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It would appear that before we can predict future events with any hope of success we must ask and answer things that we can observe and relate to. That quest begins with the simple question — What happened? That requires our observing some phenomena and defining the limits of what is within a definition and what is outside of the definition. As this entity is defined it will be helpful to give the resultant thing a name, even a simple name for that unknown like happened with X-rays. Those people didn’t know what the phenomena were that they were observing but they knew it radiated like light so they named it X … rays. Usually, things get more descriptive names, except in mathematics where they seem to prefer single letters.

As soon as a phenomenon is observed to be existing the next fundamental question would be — How did it happen? How did this thing come into existence? If the event has familiar precursors it may be easy to explain the event as dependent upon the precursors. But, when the event is new to the observer or totally unique to everyone, it may require a subset of observations and definitions similar to those needed to define the original question, what happened? If enough satisfactory precursors can be determined then we can claim we know how it happened. If that claim is made and we know the precursors, then we can often do a simple repetition of those conditions and expect to get the same result. However, there may be unknown necessary precursors that have been affecting the outcomes but which only occur randomly but with a statistical probability, like radioactive particle decay. Or earthquakes. These things are known to happen, but the only way to cope is to prepare for Black Swan events and wait, or to construct situations where antifragile defenses function to make even the unknowable frequency be survivable and tolerable, even advantageous. Both of those strategies are a form of pre-thinking and preparing by antifragile preadaptation.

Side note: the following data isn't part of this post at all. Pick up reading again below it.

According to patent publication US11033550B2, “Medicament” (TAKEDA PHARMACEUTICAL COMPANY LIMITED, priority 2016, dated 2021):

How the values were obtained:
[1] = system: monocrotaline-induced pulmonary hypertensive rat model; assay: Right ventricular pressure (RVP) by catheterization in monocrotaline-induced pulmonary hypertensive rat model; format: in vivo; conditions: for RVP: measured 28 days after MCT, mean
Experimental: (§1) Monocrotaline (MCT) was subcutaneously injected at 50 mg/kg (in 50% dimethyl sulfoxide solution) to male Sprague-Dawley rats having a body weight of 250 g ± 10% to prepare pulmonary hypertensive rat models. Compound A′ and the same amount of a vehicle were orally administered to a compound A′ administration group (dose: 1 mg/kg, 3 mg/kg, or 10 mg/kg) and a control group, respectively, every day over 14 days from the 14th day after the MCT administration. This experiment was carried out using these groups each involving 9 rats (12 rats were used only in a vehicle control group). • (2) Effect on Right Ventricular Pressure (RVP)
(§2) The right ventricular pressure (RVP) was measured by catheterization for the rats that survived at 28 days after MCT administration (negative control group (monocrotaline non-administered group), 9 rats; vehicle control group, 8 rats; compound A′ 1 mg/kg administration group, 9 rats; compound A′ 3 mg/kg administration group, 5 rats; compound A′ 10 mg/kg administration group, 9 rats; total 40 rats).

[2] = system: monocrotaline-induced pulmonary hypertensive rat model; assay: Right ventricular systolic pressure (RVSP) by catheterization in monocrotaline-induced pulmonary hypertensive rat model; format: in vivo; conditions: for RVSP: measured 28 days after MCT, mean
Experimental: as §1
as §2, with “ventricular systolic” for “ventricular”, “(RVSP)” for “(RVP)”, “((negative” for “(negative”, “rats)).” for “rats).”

If those conditions are met, then the preadapted strategist will win in games of strategy against all but the most sophisticated of players. For those special situations, it is necessary to have inside information. Why did it happen? may be unknowable when there are sophisticated players involved in the situation and What’s next? will be unknowable. The situation may appear to be perfectly within the predictions based on the experience defined above but at the critical moment when you are most exposed, things fail to behave as expected. Therefore:

You must be very careful when playing with the Big Boys, but as my father told me when I was very young, “You never know who the Big Boys are.”